Abeliophyllum distichum, white flowers

Abeliophyllum distichum (English: White Forsythia ) is the only type of Abeliophyllum, so a monotypic genus of flowering plants in the family Oleaceae ( Oleaceae ). This endemic to the Korean peninsula is at risk in some natural sites. In the past, many habitats of this type have already been destroyed by her admirers.

According to Lee and Park ( 1982) it is closely related to Fontanesia, but on the basis of ITS sequences, it is more likely to belong forsythia (K. Kim 1998).


Abeliophyllum distichum is a deciduous shrub with quadrangular stems and reaches stature heights of 1 meter or more. The oppositely arranged leaves are continually divided into petiole and leaf blade. The petiole is 5 to 6 mm long. The simple leaf blade is at a length of 6 to 10 cm and a width of 3 to 4.5 cm lanceolate to ovate - oblong. Both upper leaf surface as well as lower leaf surface is hairy.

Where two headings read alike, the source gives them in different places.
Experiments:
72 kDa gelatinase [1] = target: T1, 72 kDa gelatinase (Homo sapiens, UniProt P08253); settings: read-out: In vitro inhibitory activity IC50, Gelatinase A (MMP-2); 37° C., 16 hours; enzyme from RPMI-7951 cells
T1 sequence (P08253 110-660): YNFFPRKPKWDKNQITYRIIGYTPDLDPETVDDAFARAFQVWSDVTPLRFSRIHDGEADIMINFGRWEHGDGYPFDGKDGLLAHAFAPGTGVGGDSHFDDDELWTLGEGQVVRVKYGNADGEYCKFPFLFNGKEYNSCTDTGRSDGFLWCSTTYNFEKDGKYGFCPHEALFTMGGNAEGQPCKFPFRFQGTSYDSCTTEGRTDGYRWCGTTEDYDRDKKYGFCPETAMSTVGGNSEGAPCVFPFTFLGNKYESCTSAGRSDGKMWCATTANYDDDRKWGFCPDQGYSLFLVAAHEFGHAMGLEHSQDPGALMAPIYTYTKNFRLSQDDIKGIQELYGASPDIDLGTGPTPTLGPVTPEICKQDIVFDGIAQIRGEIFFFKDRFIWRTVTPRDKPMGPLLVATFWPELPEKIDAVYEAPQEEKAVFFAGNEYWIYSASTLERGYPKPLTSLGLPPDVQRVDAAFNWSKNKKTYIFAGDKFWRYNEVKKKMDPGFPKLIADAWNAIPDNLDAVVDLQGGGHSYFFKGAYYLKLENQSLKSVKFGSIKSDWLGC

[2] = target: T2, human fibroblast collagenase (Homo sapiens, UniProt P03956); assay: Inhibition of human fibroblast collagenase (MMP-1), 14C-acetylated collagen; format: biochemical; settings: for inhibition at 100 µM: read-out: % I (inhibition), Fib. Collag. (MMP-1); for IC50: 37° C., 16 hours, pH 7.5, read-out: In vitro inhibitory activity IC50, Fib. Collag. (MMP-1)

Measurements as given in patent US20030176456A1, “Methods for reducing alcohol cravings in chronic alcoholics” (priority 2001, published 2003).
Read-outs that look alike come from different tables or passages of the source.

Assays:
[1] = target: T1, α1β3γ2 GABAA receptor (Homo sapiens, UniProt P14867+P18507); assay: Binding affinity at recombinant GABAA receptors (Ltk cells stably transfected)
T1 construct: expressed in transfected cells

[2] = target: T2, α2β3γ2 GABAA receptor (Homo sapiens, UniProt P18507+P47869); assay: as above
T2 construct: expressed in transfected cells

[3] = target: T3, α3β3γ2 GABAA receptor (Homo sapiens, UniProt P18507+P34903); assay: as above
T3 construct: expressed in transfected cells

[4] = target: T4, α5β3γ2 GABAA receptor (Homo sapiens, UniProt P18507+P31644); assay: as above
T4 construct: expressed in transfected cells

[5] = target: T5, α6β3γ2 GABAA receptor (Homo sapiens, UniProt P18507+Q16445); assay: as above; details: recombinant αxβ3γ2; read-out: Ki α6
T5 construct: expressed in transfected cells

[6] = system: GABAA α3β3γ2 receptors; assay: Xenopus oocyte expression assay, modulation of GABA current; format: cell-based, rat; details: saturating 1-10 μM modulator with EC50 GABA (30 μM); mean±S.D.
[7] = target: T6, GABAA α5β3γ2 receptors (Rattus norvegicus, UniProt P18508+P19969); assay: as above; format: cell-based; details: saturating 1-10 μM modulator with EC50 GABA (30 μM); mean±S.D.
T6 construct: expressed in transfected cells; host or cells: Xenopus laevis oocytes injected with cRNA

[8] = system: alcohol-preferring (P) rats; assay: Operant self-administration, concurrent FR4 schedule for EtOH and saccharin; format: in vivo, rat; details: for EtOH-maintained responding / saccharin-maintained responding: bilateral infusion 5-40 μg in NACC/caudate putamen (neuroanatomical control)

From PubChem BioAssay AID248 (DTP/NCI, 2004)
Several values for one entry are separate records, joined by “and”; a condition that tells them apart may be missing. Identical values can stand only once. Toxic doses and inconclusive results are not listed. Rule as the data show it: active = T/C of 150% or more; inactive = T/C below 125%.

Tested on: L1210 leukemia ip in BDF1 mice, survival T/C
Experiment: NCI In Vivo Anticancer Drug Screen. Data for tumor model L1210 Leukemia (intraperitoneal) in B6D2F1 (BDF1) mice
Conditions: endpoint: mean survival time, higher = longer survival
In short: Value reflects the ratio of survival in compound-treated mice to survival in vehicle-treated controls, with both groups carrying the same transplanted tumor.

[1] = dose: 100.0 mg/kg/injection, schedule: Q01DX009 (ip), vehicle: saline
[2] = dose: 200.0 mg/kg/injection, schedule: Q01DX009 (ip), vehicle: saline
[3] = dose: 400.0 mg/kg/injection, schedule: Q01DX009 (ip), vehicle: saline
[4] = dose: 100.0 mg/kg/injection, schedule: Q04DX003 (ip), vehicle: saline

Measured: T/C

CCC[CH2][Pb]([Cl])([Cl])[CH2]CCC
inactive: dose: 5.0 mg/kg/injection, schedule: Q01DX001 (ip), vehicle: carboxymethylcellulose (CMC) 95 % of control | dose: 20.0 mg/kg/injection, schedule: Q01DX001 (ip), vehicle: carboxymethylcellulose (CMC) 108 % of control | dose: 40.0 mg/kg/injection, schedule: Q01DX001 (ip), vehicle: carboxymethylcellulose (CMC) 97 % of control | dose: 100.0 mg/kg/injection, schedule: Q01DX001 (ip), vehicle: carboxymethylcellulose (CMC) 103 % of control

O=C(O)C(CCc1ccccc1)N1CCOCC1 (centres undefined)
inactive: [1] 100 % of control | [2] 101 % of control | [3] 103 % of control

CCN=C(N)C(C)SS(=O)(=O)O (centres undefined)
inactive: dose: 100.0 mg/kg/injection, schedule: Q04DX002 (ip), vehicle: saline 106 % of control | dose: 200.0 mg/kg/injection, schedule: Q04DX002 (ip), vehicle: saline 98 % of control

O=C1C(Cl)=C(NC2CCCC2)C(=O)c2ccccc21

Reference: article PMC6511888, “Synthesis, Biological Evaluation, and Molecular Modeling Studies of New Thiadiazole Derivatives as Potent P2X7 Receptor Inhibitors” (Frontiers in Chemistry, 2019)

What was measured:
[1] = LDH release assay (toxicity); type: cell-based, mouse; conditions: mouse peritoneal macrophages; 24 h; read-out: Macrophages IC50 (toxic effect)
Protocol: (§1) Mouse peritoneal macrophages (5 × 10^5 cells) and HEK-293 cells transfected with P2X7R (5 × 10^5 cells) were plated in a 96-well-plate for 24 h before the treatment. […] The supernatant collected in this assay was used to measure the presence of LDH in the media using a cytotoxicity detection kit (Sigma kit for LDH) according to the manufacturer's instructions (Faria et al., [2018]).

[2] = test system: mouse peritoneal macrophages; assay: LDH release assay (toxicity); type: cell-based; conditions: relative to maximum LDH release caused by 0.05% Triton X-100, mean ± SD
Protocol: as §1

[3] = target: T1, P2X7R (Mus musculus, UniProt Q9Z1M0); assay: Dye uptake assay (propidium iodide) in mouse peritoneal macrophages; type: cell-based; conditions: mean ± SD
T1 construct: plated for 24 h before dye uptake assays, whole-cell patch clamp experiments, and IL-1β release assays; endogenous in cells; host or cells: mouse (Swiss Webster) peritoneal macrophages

The flowering time is in the spring before the first new leaves appear. The pendant, racemose inflorescences have a dark purple inflorescence axis ( rachis ). The fragrant flowers are cruciform. The four white or pale pink petals are about 1 cm long. The round with a diameter of 2 to 3 cm wingnut contains one seed per seed bag.

Distribution and habitat

Abeliophyllum distichum occurs only at seven locations in the central South Korea, a reported occurrence in North Korea is unconfirmed. Abeliophyllum distichum is disjoint distributed, each subpopulation consists of 40 to 200 individuals.

It occurs in rocky areas with a dry surface and damp ground, often under Japanese red pine, oak or Myrtenblättriger Japanese chestnut oak ago.


Abeliophyllum distichum is widely used because of its white, fragrant flowers planted as an ornamental plant.